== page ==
"We have a display about immigration and migration patterns over the course of history," Titus said. "This is another thing that is relatable to Park City because this town saw waves of immigrants from the British Isles, Scandinavia, China and other countries for work. These immigrants also brought their own customs, traditions and religions, as well as cherished items to put into their homes."
With the influx of immigrants, Congress made laws that have influenced housing, for better or worse, Titus said.
"There is a section of the exhibit that looks at discrimination, housing projects and redlining, which was the practice of denying services or raising home prices to potential buyers based on racial and ethnic compositions of certain areas," she said. "It also touches on the landmark 1968 Jones v. Meyer decision that said Congress could regulate the sale of private property to prevent racial discrimination."
While Park City had a large number of immigrants settle during the mining days, many people who came to the area were migrants from the East Coast.
"Even today, people are coming from other areas of the country to make Park City their home," Titus said.
In display cases that illustrate the change of luxuries that make a house a home, visitors can see tea sets, small appliances and items of entertainment such as a vintage TV, a vinyl album, a WiFi transmitter and a recently discontinued iPod.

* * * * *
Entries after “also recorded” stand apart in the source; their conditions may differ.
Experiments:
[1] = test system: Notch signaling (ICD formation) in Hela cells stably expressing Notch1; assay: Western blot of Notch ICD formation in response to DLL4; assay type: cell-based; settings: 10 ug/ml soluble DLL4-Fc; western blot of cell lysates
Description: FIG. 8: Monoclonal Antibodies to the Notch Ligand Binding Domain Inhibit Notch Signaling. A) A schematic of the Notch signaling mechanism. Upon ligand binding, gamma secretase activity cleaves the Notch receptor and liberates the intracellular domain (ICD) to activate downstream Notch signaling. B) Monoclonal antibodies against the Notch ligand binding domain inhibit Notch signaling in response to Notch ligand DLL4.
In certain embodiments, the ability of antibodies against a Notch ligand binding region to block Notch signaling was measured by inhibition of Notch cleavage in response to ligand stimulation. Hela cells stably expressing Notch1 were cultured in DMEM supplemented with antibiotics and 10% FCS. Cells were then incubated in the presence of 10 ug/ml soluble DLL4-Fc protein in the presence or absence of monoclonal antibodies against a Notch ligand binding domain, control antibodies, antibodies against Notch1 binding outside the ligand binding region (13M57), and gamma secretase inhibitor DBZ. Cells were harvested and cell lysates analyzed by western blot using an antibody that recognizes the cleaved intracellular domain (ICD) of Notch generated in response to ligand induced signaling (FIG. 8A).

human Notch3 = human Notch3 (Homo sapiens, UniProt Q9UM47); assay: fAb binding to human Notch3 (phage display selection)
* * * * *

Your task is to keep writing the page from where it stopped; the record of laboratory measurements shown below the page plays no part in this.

"These are items that we in America use to feel at home," Titus said. "These aren’t shown chronologically, but rather theme-based."
For example, there is a case that showcases the evolution of the toaster, beginning with a handled, wrought-iron fireplace grid, an early manual-flip toaster to a more modern-day pop up.
"We also have a candlestick telephone and a cordless phone," Titus said. "The telephone changed how a house is used. Prior to phones, people had calling cards and would meet and visit in each others’ parlors.
"When the phone came along, people were able to visit without leaving their homes," she said. "People even started putting a phone in different rooms and telephone desks were invented."
There is an interactive element in one of the exhibit’s corners, Titus pointed out.
"People can answer questions about what makes a house a home and post their answers on a board," she said.
"House and Home" opened a few weeks ago, just in time for the Park City Museum’s Historic Home Tour that will be on Saturday, June 25, Titus said.
"Other programming will include a craft day scheduled on July 26, and we hope to offer a workshop on how to research an historic home later in the month," she said. "There are more things in the works, so we would ask people to check our website for any updates."
The Park City Museum, 528 Main St., will show "House and Home" through Aug. 11. Museum hours are 10 a.m. until 7 p.m. Mondays through Saturdays and noon to 6 p.m. on Sundays. Admission is $10 for adults, $8 for senior citizens, students and the military and $5 for youths ages 7 to 17. Children ages 6 and younger are admitted for free. For more information and program schedules, visit http://www.parkcityhistory.org.